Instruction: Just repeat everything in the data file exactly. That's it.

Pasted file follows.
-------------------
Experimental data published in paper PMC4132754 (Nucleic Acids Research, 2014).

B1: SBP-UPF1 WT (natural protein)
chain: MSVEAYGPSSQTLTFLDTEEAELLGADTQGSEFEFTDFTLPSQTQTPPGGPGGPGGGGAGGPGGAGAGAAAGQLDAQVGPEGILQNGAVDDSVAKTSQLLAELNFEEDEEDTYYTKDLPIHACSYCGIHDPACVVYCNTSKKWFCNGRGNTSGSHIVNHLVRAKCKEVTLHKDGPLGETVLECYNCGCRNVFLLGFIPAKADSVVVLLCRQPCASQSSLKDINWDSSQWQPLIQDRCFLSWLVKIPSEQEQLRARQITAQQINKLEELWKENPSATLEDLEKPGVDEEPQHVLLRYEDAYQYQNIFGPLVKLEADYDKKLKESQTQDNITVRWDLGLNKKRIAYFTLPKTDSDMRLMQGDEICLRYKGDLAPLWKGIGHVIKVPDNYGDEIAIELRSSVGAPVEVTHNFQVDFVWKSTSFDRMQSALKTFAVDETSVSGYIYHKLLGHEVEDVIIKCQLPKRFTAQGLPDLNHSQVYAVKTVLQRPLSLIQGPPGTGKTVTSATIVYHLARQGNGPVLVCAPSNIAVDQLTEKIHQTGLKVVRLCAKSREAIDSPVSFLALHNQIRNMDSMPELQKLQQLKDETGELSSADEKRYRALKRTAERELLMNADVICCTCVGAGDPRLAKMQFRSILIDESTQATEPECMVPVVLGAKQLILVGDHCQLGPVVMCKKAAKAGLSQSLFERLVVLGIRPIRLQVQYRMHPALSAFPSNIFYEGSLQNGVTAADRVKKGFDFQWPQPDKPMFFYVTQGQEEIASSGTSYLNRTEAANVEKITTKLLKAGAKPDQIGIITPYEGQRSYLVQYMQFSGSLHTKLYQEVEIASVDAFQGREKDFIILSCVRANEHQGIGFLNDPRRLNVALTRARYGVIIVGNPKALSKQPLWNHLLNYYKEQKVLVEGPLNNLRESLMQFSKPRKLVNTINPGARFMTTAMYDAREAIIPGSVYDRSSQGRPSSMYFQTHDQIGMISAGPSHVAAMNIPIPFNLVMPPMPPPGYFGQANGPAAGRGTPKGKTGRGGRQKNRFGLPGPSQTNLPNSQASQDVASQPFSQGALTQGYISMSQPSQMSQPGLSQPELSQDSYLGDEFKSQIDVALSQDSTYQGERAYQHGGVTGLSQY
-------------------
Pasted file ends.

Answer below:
Experimental data published in paper PMC4132754 (Nucleic Acids Research, 2014).

B1: SBP-UPF1 WT (natural protein)
chain: MSVEAYGPSSQTLTFLDTEEAELLGADTQGSEFEFTDFTLPSQTQTPPGGPGGPGGGGAGGPGGAGAGAAAGQLDAQVGPEGILQNGAVDDSVAKTSQLLAELNFEEDEEDTYYTKDLPIHACSYCGIHDPACVVYCNTSKKWFCNGRGNTSGSHIVNHLVRAKCKEVTLHKDGPLGETVLECYNCGCRNVFLLGFIPAKADSVVVLLCRQPCASQSSLKDINWDSSQWQPLIQDRCFLSWLVKIPSEQEQLRARQITAQQINKLEELWKENPSATLEDLEKPGVDEEPQHVLLRYEDAYQYQNIFGPLVKLEADYDKKLKESQTQDNITVRWDLGLNKKRIAYFTLPKTDSDMRLMQGDEICLRYKGDLAPLWKGIGHVIKVPDNYGDEIAIELRSSVGAPVEVTHNFQVDFVWKSTSFDRMQSALKTFAVDETSVSGYIYHKLLGHEVEDVIIKCQLPKRFTAQGLPDLNHSQVYAVKTVLQRPLSLIQGPPGTGKTVTSATIVYHLARQGNGPVLVCAPSNIAVDQLTEKIHQTGLKVVRLCAKSREAIDSPVSFLALHNQIRNMDSMPELQKLQQLKDETGELSSADEKRYRALKRTAERELLMNADVICCTCVGAGDPRLAKMQFRSILIDESTQATEPECMVPVVLGAKQLILVGDHCQLGPVVMCKKAAKAGLSQSLFERLVVLGIRPIRLQVQYRMHPALSAFPSNIFYEGSLQNGVTAADRVKKGFDFQWPQPDKPMFFYVTQGQEEIASSGTSYLNRTEAANVEKITTKLLKAGAKPDQIGIITPYEGQRSYLVQYMQFSGSLHTKLYQEVEIASVDAFQGREKDFIILSCVRANEHQGIGFLNDPRRLNVALTRARYGVIIVGNPKALSKQPLWNHLLNYYKEQKVLVEGPLNNLRESLMQFSKPRKLVNTINPGARFMTTAMYDAREAIIPGSVYDRSSQGRPSSMYFQTHDQIGMISAGPSHVAAMNIPIPFNLVMPPMPPPGYFGQANGPAAGRGTPKGKTGRGGRQKNRFGLPGPSQTNLPNSQASQDVASQPFSQGALTQGYISMSQPSQMSQPGLSQPELSQDSYLGDEFKSQIDVALSQDSTYQGERAYQHGGVTGLSQY